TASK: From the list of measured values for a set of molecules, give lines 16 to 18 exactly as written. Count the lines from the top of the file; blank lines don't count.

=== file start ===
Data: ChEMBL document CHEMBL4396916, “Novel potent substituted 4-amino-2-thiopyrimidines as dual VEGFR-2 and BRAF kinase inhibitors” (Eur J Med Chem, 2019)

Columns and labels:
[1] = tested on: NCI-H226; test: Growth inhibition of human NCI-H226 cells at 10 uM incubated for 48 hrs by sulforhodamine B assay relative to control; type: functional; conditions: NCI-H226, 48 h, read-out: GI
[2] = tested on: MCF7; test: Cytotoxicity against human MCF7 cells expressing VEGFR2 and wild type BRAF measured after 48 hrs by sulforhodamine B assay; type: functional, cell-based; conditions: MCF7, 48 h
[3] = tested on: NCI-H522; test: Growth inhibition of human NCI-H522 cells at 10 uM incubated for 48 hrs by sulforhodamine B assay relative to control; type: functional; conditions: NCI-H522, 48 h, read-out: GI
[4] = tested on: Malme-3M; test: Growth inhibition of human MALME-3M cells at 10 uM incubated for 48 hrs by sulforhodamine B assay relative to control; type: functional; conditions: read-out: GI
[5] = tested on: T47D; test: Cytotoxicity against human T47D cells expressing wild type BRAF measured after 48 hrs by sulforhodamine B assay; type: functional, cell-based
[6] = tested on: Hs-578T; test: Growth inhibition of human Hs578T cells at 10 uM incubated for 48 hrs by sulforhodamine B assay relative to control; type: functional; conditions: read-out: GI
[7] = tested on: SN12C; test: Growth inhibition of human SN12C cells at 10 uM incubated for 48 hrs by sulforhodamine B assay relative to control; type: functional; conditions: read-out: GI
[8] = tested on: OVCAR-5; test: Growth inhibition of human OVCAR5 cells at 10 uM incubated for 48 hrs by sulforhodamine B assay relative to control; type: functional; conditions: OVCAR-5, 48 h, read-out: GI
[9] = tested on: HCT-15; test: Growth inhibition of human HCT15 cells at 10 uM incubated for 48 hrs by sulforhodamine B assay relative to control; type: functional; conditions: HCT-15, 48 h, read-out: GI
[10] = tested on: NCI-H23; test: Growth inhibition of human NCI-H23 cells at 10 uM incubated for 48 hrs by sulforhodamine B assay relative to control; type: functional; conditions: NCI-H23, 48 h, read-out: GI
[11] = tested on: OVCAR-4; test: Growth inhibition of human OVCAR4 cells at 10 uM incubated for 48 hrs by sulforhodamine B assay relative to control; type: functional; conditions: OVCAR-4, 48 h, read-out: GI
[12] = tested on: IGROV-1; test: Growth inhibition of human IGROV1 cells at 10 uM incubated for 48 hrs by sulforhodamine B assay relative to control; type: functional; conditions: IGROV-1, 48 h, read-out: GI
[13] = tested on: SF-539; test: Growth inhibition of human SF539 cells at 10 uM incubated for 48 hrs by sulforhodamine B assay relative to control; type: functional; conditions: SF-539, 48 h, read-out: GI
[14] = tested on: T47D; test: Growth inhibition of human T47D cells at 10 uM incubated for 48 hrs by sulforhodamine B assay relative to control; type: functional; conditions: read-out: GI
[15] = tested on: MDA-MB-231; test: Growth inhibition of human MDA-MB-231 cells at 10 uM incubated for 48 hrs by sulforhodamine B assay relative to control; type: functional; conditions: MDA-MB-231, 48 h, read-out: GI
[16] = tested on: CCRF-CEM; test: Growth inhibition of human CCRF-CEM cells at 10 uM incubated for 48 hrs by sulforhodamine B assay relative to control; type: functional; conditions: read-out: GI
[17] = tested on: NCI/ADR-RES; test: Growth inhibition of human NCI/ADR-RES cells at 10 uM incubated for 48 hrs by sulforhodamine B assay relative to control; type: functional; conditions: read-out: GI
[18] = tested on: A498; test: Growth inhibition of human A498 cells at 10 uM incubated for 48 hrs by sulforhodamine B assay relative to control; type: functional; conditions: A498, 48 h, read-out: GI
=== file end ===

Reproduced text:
[14] = tested on: T47D; test: Growth inhibition of human T47D cells at 10 uM incubated for 48 hrs by sulforhodamine B assay relative to control; type: functional; conditions: read-out: GI
[15] = tested on: MDA-MB-231; test: Growth inhibition of human MDA-MB-231 cells at 10 uM incubated for 48 hrs by sulforhodamine B assay relative to control; type: functional; conditions: MDA-MB-231, 48 h, read-out: GI
[16] = tested on: CCRF-CEM; test: Growth inhibition of human CCRF-CEM cells at 10 uM incubated for 48 hrs by sulforhodamine B assay relative to control; type: functional; conditions: read-out: GI